Now then, there is also the theological issue she brought up to the atheist convention, about going to hell. Elsewhere in the story she says she questioned whether “a loving God” would “torment people for eternity.” So, really she thought she had to love God and hell or hate both, and since she chose to ignore God (before stating that she was an atheist), I would say she doesn’t believe in hell either and was just making a joke. She doesn’t care if she is going to hell, because she’s happy now. It seems like if all she cares about is being happy now, then there is no reason for anyone else to care if she goes to hell later, and that pretty much summarizes my attitude towards anyone who is happy with not being Christian.

What makes someone a “hater”? Is it criticizing your beliefs or your lifestyle, and saying that it will cause you to go to hell? Or is it saying that even though you are going to hell, you can go on and do whatever you want now (e.g., Jonah)? Traditionally, evangelical Christianity says that the first attitude is loving and the second is not (whereas, the pastor in this story called herself a hater, most likely for holding the first view). I agree that the first attitude is more loving, in a paternalistic or friendly sense.

Yet, if there is no relationship (or if the person does not want to be obligated), we presume a pre-existing capacity for conscious self-will. Let the person take their inheritance and squander it; let them be handed over to the devil. Beliefs and lifestyle cause condemnation in this life, but are signs of spiritual conditions rather than causes, with regard to the afterlife. That is why the attempt to manipulate and regulate beliefs and lifestyles can have a pragmatic function, but not a spiritual purpose, except for the person whose only spiritual affinity is with the things of the world.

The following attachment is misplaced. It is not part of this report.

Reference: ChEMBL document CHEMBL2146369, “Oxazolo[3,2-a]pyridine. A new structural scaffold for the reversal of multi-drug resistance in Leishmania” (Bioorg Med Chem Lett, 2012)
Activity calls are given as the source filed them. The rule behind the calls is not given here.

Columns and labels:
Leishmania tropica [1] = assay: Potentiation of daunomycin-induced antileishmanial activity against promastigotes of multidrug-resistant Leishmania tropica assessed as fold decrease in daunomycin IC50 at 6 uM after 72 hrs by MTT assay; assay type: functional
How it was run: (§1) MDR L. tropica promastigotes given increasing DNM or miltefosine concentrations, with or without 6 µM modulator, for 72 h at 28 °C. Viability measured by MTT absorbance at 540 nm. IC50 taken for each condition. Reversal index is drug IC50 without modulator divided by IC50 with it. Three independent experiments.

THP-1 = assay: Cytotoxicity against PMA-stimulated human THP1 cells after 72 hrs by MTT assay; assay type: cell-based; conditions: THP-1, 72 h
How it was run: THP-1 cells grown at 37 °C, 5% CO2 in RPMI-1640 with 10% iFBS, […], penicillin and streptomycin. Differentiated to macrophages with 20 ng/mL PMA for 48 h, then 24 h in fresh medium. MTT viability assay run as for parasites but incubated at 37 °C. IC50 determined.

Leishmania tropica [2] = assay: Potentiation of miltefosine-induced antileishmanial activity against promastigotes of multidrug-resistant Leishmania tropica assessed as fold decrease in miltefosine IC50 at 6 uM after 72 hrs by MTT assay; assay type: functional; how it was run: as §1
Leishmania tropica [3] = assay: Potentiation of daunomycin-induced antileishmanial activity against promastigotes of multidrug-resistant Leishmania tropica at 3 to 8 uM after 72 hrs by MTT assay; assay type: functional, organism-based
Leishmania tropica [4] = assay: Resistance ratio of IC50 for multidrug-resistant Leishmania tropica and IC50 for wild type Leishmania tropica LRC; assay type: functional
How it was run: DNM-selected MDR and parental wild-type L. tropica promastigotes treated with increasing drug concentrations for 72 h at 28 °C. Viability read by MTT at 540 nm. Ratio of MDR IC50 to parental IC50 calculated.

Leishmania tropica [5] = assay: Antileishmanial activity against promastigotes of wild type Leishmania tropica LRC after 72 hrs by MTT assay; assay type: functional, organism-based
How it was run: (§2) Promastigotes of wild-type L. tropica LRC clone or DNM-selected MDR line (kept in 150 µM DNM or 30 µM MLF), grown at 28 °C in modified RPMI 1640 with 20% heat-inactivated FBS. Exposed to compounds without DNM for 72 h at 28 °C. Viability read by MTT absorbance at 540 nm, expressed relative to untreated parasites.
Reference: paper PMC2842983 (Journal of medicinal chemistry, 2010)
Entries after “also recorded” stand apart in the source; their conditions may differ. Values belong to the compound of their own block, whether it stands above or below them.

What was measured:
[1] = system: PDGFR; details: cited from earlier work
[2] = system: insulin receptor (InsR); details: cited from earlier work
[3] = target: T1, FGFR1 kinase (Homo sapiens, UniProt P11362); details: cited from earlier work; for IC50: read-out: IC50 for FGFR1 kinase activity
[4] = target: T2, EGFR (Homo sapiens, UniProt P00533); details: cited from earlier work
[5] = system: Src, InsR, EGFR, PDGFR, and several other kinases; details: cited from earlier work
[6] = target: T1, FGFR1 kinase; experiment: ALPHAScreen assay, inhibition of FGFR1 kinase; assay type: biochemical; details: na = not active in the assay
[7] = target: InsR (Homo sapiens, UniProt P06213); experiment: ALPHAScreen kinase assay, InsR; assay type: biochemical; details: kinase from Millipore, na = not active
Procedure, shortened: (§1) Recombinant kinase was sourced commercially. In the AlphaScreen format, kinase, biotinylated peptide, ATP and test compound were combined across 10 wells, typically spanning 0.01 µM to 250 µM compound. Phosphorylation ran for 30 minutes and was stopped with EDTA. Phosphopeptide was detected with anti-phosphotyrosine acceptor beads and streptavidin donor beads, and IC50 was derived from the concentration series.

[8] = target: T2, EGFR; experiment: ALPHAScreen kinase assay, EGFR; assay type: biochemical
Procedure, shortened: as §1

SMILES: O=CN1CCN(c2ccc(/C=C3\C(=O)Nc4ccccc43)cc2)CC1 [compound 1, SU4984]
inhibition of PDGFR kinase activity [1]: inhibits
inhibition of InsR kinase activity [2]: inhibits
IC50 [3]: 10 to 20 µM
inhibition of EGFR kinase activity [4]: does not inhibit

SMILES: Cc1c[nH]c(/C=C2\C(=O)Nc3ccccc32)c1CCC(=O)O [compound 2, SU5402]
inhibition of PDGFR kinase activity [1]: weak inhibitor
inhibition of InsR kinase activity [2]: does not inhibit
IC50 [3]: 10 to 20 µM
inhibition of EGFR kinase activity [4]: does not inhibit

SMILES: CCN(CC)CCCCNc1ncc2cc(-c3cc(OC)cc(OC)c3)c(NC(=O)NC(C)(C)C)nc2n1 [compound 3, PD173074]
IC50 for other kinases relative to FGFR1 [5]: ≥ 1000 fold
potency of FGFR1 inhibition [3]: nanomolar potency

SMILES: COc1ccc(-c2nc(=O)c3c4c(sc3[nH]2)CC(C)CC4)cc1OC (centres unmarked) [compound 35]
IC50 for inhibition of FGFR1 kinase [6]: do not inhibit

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5 thoughts on “Atheist Burned Up

  1. Of COURSE it was a joke, at a guess a reference to Huckleberry Finn: “All right, then, I’ll go to hell”. But it’s Huck, not Mrs MacBain, who is “happy” (your word) – he really does think he’ll go to hell, but he is happy because he is doing right by Jim. She doesn’t sound all that happy to me, she lost her job and her social life – but in so far as the story rings true, I count her an honest woman.